A controversial new report suggests that newcomers are costing taxpayers more than necessary and calls for significant immigration reform.
The report, conducted and released by the Fraser Institute in Vancouver, asserts that in all, immigrants are costing the government upwards of $20 billion annually and provides some provocative suggestions on how to reduce those costs, including limiting sponsorship applications for parents and grandparents – many of whom are often unable to work once they enter the country.
The report states that although many positive reforms have been made recently, more needs to be done to attract economic migrants. The Fraser Institute is known for its conservative views and one of the key authors on the study is Herb Grubel, a former Reform party colleague of Prime Minister Stephen Harper.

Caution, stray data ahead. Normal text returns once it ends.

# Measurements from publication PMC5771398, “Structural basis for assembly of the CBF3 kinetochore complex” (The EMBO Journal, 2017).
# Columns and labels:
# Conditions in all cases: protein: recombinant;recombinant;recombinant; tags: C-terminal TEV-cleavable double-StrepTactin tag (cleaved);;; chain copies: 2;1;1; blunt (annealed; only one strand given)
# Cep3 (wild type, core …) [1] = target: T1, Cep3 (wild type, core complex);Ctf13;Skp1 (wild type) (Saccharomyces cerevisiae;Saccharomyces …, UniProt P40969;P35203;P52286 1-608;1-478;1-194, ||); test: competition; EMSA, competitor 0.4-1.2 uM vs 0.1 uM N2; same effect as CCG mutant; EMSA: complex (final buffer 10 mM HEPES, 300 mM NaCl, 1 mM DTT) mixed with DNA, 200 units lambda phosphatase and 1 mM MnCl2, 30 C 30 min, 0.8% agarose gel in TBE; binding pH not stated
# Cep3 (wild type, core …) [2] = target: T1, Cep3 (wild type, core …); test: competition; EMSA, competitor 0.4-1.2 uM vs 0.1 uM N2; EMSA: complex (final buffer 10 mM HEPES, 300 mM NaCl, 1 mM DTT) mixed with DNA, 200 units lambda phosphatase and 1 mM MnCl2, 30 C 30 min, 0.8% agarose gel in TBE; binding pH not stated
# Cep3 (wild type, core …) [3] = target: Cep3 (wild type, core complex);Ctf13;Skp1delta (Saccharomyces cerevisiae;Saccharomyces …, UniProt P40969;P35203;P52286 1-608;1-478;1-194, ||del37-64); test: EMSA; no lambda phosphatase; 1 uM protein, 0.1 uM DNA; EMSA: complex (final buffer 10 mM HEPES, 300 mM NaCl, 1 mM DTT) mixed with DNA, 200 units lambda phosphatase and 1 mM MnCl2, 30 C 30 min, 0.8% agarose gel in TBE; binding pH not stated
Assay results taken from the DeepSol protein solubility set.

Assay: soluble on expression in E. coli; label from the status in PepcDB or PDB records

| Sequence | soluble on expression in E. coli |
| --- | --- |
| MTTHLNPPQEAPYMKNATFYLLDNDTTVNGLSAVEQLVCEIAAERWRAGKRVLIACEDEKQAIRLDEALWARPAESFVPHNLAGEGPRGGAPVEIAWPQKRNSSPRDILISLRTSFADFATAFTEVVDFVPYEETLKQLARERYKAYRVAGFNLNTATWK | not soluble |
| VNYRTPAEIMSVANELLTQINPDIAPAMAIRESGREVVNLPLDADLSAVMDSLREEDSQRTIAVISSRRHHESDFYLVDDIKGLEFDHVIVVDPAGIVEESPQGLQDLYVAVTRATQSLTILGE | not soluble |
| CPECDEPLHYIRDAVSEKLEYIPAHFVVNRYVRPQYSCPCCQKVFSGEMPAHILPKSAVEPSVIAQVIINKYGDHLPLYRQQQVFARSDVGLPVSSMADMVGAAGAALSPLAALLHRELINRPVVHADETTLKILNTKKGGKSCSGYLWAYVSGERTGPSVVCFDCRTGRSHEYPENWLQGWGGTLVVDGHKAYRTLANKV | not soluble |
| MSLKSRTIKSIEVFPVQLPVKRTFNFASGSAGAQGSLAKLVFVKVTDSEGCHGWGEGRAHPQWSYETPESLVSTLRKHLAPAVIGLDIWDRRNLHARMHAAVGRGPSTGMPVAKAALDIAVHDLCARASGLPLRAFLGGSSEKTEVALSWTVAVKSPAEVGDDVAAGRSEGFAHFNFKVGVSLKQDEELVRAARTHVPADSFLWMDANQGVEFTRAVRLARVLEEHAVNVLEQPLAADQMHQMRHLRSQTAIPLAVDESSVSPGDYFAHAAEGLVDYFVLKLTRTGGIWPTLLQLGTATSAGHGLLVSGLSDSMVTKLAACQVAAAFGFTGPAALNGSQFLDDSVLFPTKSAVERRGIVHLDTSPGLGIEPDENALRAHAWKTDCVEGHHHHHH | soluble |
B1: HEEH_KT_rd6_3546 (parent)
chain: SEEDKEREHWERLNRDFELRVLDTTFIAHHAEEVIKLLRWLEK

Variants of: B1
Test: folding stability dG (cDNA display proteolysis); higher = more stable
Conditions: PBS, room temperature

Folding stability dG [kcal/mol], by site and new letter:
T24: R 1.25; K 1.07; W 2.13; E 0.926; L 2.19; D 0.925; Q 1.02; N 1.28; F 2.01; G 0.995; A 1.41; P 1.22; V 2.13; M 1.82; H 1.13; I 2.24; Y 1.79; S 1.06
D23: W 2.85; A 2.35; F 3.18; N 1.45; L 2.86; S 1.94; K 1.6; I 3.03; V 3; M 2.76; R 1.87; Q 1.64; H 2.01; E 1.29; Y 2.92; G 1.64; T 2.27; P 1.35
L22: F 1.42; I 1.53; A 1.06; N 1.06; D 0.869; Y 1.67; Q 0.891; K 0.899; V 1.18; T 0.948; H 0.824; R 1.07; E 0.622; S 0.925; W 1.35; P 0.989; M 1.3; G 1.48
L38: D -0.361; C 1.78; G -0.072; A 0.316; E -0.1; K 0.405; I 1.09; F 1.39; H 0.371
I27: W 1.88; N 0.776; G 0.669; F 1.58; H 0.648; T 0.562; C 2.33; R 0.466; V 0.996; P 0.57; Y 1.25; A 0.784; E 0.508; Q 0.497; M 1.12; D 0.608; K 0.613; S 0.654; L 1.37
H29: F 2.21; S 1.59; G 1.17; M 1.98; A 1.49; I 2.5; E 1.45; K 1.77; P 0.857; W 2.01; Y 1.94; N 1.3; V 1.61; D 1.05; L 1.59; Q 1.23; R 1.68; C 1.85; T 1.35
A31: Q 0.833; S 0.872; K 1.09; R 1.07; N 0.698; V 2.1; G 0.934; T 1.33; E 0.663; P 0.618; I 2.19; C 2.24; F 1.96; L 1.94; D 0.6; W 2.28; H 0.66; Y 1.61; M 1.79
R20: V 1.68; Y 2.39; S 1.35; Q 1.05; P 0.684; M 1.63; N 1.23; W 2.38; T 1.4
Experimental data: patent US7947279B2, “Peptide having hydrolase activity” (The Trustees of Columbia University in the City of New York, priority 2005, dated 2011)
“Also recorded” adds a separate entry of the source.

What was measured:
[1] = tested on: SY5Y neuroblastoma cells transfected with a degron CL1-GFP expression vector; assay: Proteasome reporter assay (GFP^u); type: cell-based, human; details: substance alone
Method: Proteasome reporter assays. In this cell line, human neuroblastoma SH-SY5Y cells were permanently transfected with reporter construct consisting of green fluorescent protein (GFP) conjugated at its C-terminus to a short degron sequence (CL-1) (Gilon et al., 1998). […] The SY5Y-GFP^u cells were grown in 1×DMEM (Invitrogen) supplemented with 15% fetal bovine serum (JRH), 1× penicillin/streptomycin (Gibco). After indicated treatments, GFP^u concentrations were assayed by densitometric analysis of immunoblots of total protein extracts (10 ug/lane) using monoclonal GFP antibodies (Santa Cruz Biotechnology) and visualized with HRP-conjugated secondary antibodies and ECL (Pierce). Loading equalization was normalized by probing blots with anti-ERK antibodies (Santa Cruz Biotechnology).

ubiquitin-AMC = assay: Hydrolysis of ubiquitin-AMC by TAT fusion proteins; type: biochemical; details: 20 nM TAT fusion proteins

Grubel’s report analyzed the average income data for newcomers (including refugees) and Canadians over nearly two decades from 1986 to 2004. He concluded that there is a discrepancy between what immigrants are earning, on average, and what they are paying in taxes as well as what types of social benefits they are receiving.
Grubel’s work, as well as that of the Fraser Institute, has in the past come under fire, including his calculations on costs and earnings of new arrivals. For instance, in 2011 two economists with Simon Fraser University conducted their own analysis and found Grubel’s numbers to be “wildly exaggerated.”
However, Grubel stands by his analysis and praises the recent reform efforts made by the Canadian government under former Immigration Minister Jason Kenney, including stronger financial commitments from those sponsoring parents and grandparents. He also says that more public debate would be beneficial to determine how to move forward on these issues.
Source: Ottawa Citizen